I think that Doug may have mentioned this before the 20/80 rule, my take is that 20% of the population will respond to almost any type of training “big muscles”, “gifted athlete”, the other 80% of the population need to learn the process of proper exercise to gain many of health benefits.

I view the muscle mind connection as another step in learning the process.

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avatar Jay Horn January 4, 2013 at 1:52 am

Screw it

Start pulling diesels and hitting tires with a sledge

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avatar Bradley warlow January 4, 2013 at 6:00 am

joe-i understand what your saying. but Doug’s point was that a bodybuilder with larger muscles can feel the muscle working more than someone who is smaller and this gives them a better image of the intended objective. if you have circulating steroids in your blood stream,this can improve the feel of the contraction, as it enhances the internal ques?

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avatar Joe A January 4, 2013 at 11:48 pm

“Big muscles equals better connection” is basically conceding that the tail wags the dog. Does the body drive the brain, or is it the other way around?

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avatar Scott January 5, 2013 at 8:40 pm

Does one’s apparent success (by easy visual determination) not demonstrate that they are, in fact, successful at this important skill or art? Does not Kai’s musculature, irregardless of whether he’s own roids or whether we can SEE his MMC, demonstrate that he has excellent MMC skills?

And would not increased musculature make the MMC even stronger, thus creating a self-enforcing effect.

I say, “Yes, it does”. The dog observing how well he’s wagging his tail only helps him to wag it better.

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avatar Joe A January 6, 2013 at 6:53 pm

Scott,

No, I don’t think outcome is (necessarily) indicative of focus. I do think that focus enhances experience, which will elicit *some* outcome (which may of may not be visible). I believe observing an exercising subject on equipment with feedback will give you a better idea about how well they communicate (mind/muscle) than a measuring tape.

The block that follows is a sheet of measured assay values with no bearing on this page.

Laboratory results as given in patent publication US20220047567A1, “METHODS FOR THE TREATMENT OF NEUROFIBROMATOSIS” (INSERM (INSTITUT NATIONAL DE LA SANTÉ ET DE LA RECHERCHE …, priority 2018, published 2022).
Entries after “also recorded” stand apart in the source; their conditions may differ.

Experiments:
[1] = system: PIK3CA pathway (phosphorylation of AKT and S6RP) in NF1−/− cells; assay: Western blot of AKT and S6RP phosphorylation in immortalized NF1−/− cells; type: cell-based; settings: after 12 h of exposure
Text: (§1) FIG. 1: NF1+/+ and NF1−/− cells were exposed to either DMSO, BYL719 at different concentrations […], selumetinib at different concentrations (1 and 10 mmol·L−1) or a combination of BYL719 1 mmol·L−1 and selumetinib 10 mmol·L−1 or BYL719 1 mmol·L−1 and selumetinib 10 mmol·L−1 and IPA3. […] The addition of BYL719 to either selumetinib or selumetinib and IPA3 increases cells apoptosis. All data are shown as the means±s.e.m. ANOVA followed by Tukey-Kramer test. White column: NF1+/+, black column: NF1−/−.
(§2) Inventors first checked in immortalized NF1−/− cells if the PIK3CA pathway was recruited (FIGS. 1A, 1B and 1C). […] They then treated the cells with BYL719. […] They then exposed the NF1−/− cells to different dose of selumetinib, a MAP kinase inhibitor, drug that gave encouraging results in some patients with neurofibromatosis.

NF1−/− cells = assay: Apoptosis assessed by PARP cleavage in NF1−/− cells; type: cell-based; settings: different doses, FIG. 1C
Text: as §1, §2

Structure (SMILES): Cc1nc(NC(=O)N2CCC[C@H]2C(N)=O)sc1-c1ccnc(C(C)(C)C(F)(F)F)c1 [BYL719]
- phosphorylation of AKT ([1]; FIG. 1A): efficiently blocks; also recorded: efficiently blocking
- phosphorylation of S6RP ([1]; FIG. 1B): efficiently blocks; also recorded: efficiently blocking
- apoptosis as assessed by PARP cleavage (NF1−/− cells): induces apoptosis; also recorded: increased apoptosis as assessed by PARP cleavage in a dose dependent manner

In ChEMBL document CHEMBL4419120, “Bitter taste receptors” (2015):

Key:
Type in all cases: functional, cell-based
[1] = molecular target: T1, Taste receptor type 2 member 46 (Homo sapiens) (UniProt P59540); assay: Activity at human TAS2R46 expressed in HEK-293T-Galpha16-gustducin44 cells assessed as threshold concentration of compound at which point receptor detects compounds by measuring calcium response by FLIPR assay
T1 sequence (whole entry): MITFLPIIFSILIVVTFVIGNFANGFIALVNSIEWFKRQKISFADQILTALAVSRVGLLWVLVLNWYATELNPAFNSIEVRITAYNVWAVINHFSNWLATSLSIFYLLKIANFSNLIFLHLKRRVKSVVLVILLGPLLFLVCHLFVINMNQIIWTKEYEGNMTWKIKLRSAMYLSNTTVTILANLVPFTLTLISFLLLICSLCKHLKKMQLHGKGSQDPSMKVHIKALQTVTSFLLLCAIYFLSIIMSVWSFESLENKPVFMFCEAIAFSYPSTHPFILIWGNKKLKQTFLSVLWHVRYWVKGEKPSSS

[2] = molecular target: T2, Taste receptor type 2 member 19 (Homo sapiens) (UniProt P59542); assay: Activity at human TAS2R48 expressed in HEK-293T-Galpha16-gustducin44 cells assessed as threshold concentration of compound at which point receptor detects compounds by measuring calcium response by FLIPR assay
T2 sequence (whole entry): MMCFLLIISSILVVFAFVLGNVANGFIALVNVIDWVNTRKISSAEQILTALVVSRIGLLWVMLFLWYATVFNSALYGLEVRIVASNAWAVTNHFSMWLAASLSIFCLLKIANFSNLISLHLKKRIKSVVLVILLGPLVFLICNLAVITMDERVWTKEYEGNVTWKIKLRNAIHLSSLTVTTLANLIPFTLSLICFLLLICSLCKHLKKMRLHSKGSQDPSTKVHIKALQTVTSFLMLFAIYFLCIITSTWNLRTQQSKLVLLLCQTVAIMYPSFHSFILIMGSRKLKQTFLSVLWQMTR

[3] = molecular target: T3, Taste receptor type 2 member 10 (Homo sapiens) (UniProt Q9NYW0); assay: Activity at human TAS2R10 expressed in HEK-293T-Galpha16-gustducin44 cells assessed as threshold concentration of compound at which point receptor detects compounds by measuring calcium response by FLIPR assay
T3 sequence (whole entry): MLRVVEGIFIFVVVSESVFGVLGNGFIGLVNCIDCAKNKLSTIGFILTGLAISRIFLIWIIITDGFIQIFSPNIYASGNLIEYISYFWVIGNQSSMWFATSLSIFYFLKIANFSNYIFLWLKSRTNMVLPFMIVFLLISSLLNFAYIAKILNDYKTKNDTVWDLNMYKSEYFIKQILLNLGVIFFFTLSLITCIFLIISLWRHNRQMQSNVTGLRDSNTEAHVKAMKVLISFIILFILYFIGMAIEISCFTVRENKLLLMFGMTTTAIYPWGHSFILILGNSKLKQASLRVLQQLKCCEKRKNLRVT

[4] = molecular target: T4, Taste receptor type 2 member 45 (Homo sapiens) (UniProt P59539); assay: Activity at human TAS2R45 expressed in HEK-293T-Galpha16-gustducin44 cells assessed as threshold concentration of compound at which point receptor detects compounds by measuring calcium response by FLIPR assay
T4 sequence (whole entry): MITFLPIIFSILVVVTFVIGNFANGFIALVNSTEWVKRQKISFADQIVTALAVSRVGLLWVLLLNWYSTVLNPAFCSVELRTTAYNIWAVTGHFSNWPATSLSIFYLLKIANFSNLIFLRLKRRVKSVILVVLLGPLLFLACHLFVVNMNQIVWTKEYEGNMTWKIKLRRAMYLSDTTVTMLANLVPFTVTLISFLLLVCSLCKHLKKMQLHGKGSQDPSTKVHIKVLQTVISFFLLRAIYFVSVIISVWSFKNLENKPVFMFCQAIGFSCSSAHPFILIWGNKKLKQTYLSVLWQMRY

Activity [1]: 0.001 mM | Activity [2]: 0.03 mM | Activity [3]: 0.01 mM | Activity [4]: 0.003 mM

To extend the analogy- I think it is easy to be distracted by dogs with long tails…

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avatar Agatha August 21, 2016 at 1:14 pm

I’m gretaful you made the post. It’s cleared the air for me.

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avatar Nathan Block January 4, 2013 at 12:57 pm

What freaky bodybuilders do,the way they exercise is simply not the best way.Those 1/1 speeds,throwing the weights around is the wrong way to do it.Regardless of what they feel or whether they improve on it.They would be all much better off going slowly using 10/10 speeds.Even if it works wonders for them does not mean they use the best method.

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avatar Doug McGuff, MD January 4, 2013 at 1:03 pm

Bradley, Joe,

I was not saying with certainty that more muscle made the connection easier…I was just asking the question.

Joe makes a good point that making a better connection is always better than not. He also makes the point “None of these relationships exist. Steroids don’t supply large muscles. Large muscles don’t supply “improved connection”. Steroids don’t supply “improved connection”. “Improved connection” doesn’t supply large muscles.”

This was also my point. Most that participate on this board and BBS are in the game because they want large muscles. I really wanted to point out that as Joe says…”improved connection doesn’t supply large muscles”. However, for those of us with modest potential, a shitty connection guarantees it won’t happen.

The only thing I might disagree with is the notion that steroids don’t supply large muscles. Semantics aside, steroids most certainly will produce muscle growth. I recently saw a patient who had a car wreck. He was a steroid user who did not work out at all. On his CT scan you could really see the hypertrophy (and the peanut sized testicles). The most interesting thing was all groups on the left side were bigger than the right side. Turns out he was right handed and gave all of his injections on the left side…freaky!